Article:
Walk through the archway entrance of this otherwise nondescript brick building and you're greeted with a stunning, light-flooded alley of wood, iron and brick. You'll have to do all of your gawking from the ground floor (and half a flight of stairs) as the rest of the building is private office space. History buffs will appreciate its place as Downtown's oldest commercial building (1893); movie buffs will recognize the zigzagging staircases from the climax of Blade Runner.
Though a block off of the CicLAvia route, this European-style food hall is always worth a visit. It's a great place to get cheap pupusas, carnitas tacos and aguas frescas, but recently the market has emerged as a haven for handsome, trendy eateries like Sticky Rice, Horse Thief BBQ, Eggslut and G&B Coffee.
A 222-seat movie theater in the heart of Downtown that sells wine and beer. Enough said. (Except, we must also note that this very cool indie movie house also offers $5 tickets to DTLA locals and has a variety of interesting film events and 21+ screenings.)
Traditional and updated Indian street foods and favorites are served at this design-forward space. Sit at the bar, upstairs or along the sidewalk and take in the Bollywood movies projected on the wall as small plates arrive at the table. Start with street cart classics such as addictive 2-Bite Fish Fry and crunchy papri chaat chips.
The slow, lumbering mission to turn Downtown LA into a vibrant cultural hub got a lift when a portion of Grand Park's 12 acres officially opened to the public in July 2012. Dotted with fountains, picnic lawns, bright pink benches and plenty of nooks from which to sit and people-watch, Grand Park is a bright urban oasis that proves the city has a sense of romance. For CicLAvia, the park is hosting the Big Draw LA, a community-driven free-draw.
As the oldest section of Los Angeles, where the city was first established in 1781 as a farming community, El Pueblo has an authentic, Spanish-style feel. The area comprises 26 historical structures, 11 of which are open to the public, as well as the famous Olvera Street, which is full of local, independent vendors selling a range of goods.
Far East Plaza looks unassuming from the outside, but step into the corridor of this pioneering ethnic shopping mall to find a mart overflowing with local character. In addition to Wing Hop Fung Ginseng & China Products Center, a two-story supermarket with a huge selection of herbs and teas, the shopping center has become a food destination thanks to spots like Scoops, Ramen Champ and Pok Pok Phat Thai.
Kimchi fans will revel in this popular outpost by Roy Choi (the legendary founder of Kogi BBQ food trucks), which serves up rice bowls packed with heavy-duty toppings like prime rib, pork belly and chicarrones.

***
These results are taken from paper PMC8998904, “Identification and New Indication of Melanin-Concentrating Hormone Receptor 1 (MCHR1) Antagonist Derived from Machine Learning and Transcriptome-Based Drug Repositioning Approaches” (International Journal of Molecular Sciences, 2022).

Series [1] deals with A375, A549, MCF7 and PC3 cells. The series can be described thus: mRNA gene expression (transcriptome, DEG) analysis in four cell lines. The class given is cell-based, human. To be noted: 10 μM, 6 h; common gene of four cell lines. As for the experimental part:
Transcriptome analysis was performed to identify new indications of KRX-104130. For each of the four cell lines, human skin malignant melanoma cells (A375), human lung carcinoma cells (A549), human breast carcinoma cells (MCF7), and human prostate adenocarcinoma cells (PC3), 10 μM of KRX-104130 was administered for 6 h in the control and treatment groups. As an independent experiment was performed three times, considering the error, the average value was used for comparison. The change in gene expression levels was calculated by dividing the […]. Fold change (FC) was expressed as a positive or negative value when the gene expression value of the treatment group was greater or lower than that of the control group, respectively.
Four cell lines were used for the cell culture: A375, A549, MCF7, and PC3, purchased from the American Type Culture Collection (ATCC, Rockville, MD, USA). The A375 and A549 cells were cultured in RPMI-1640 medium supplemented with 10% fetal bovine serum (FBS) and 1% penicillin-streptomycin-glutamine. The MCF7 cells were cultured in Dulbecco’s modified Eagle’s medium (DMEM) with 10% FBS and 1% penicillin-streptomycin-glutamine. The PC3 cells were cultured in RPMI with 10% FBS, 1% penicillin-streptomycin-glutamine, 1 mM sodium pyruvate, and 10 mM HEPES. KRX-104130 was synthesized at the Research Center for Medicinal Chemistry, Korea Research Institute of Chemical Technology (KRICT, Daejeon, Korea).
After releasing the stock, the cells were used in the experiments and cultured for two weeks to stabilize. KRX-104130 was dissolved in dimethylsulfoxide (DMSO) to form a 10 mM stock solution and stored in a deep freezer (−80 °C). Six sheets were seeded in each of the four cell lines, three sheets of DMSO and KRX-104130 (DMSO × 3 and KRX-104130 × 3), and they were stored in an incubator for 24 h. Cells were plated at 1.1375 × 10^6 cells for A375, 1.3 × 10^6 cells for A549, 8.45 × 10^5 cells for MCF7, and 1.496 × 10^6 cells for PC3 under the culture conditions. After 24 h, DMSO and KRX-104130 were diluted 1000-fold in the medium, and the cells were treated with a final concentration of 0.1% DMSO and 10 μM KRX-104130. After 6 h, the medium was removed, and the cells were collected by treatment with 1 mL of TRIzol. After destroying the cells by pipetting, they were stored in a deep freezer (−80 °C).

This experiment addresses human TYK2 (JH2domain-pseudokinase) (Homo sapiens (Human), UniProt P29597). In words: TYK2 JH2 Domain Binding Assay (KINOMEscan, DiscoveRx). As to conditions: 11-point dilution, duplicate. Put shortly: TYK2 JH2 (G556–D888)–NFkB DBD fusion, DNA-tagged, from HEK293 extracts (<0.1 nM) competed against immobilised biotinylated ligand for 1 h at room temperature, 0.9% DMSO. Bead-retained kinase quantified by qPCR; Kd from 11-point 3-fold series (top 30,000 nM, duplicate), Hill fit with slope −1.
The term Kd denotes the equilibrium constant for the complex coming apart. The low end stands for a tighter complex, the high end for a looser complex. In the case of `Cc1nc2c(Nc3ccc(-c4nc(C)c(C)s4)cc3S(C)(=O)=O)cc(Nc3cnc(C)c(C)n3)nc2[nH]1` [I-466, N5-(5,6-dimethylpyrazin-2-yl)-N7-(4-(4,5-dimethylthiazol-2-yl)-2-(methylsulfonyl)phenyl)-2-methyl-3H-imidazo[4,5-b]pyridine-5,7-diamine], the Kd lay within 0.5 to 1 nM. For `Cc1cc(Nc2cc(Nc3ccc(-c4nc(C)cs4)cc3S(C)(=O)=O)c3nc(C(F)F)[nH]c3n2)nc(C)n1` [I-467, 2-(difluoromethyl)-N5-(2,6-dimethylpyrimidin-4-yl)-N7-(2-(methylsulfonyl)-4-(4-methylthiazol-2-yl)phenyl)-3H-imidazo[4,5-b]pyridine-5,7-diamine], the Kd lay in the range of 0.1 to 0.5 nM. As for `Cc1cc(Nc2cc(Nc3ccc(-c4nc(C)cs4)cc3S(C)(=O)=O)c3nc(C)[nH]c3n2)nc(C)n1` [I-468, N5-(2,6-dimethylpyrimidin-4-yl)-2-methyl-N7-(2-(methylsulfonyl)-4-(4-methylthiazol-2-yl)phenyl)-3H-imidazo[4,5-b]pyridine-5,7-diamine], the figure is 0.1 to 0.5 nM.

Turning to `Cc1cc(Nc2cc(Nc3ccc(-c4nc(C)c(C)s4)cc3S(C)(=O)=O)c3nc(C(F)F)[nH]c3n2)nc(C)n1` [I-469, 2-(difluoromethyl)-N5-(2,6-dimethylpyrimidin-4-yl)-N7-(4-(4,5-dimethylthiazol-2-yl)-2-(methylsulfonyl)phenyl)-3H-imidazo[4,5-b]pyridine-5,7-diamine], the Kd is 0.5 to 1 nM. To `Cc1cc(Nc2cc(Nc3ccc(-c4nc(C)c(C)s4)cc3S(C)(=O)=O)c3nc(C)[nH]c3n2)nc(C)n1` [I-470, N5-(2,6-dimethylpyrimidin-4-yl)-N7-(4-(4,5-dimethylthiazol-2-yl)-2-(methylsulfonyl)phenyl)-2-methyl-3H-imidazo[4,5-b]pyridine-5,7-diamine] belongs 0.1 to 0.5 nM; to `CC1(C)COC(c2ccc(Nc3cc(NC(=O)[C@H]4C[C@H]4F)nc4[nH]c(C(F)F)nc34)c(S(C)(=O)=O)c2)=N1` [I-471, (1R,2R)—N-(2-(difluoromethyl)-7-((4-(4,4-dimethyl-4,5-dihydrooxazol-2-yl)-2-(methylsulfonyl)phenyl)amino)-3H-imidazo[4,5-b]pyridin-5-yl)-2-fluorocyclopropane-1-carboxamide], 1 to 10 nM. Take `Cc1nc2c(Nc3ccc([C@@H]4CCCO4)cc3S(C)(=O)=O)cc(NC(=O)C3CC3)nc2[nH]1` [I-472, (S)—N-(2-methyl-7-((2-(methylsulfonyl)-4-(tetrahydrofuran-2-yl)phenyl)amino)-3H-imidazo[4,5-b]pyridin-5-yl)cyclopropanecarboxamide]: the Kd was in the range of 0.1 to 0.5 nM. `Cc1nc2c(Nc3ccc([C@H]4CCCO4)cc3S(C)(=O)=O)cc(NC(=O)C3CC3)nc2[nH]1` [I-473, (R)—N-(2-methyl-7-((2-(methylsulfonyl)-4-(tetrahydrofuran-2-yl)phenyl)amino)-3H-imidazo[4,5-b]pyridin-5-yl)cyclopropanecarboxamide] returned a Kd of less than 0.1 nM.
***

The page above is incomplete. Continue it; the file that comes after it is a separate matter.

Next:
10% off total bill with spoke card
Showcasing the neighborhood's most striking displays of delicate, unique Chinese and European pastries, this 40-year-old veteran outshines its more famous rivals with a cute atmosphere and enthusiastic staff. If you're not seeking sweet stuff with your coffee, stick to the mini, savory pies enveloped under flaky golden shells.
When Chinatown relocated to its current location in the 1930s, the Central Plaza was to be the neighborhood's vibrant hub of activity. And while the neighborhood isn't quite as bustling as it once was, the neon-drenched square still attracts tourists and locals alike with its shops, restaurants and events like Summer Nights. Local lore often traces the look of the area back to Cecil B. DeMille, but it was in fact designed by the resident Chinese community. There was, however, a Hollywood-backed (and highly orientalist) competitor named China City that burned down in the '40s.
At first glance, the pagoda facade doesn't betray much revelry, but once inside, namely in the downstairs dive bar, it's a different story. Chinese lanterns and a lacquered bar give way to the old-school charm of the oldies-playing jukebox and cheap drinks.
Across the street from the neon glow of Chinatown Central Plaza, the neglected Hollywood backlot-esque appearance of Chung King Road belies the cultural hipness of the pedestrian alleyway. Some of LA's best art gallery spaces have set up shop behind the worn facades, and the area transforms into a frenzy of activity during Saturday night gallery openings. Don't get too attached to any particular gallery, though; the area's tenants constantly change as cutting-edge artists come and go.
Inspired by the ubiquitous Korean taco, founders Chris Oh, Ted Kim and Yong Kim attempted to do something different in 2010 with the creation of a Korean hot dog food truck. Fast forward a few years, and the team now has a West LA storefront and this Little Tokyo shop, which offers diners proper seating while they tuck into plates of kimchi fried rice balls and the signature kalbi sausages, which come served in hot dog buns with kimchi relish.